Killzone Review

  • First Released Nov 2, 2004
  • PS2

It's a functional shooter, but with a couple of extra coats of paint, Killzone could have been a whole lot better.

It's tough to top the current crop of established action games with a brand new franchise, but that hasn't stopped Sony and developer Guerilla from trying with Killzone, a new story-driven first-person shooter developed for the PlayStation 2. The game features a fairly lengthy single-player campaign, an interesting story and art direction, and a fully developed online multiplayer mode. But Killzone's recipe for success falls flat once you actually delve into the game, where you'll encounter an array of minor technical issues and an unfortunate lack of overall refinement. It's a functional shooter, but with a couple of extra coats of paint, it could have been a whole lot better.

Repel an attack by the invading Helghast--or die trying--in Guerilla's Killzone.
Repel an attack by the invading Helghast--or die trying--in Guerilla's Killzone.

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Killzone's premise is one of its strongest points, though the story itself isn't told particularly well and fails to expand upon its most interesting aspects. At some point in the future, humankind colonized space, and a militant splinter group broke away and settled on the planet Helghan. These colonists were slowly changed by their new world's atmosphere over a period of years until they effectively became an entirely new race: the Helghast. After a bitter war and subsequent period of isolation, the Helghast forces rebuilt themselves and began a new assault on humanity, starting with the nearby world of Vekta. It's up to you, of course, to fight off this invasion and stop the Helghast from realizing their plans of dominion.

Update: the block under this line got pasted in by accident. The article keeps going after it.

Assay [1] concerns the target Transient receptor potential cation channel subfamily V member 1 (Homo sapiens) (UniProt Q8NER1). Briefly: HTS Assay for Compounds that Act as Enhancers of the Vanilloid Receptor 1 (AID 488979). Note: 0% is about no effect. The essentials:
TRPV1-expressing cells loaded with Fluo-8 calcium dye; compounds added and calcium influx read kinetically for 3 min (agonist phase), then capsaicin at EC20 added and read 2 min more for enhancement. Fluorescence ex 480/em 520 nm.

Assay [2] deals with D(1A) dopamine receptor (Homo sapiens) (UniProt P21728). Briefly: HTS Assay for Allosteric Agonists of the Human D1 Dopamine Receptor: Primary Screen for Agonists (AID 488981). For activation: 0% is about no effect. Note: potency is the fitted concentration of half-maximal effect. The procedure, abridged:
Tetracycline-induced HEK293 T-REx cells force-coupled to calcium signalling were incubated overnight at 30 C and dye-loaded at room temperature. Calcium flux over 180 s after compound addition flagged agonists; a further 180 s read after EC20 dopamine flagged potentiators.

After a nicely done intro that teases you with the novel idea of humankind fighting an interstellar war against a dark version of itself, the game spends little time exploring the origins of the Helghast or the nature of this conflict, instead focusing blandly on the four playable characters and their immediate struggle to repel the invasion. Like most of the game, the plot progression gets the job done coarsely, but one less argument between Rico, your heavy-weapons specialist, and Hakha, your half-Helghast special operative, would not have been missed in favor of a little more exploration of the genuinely appealing backstory.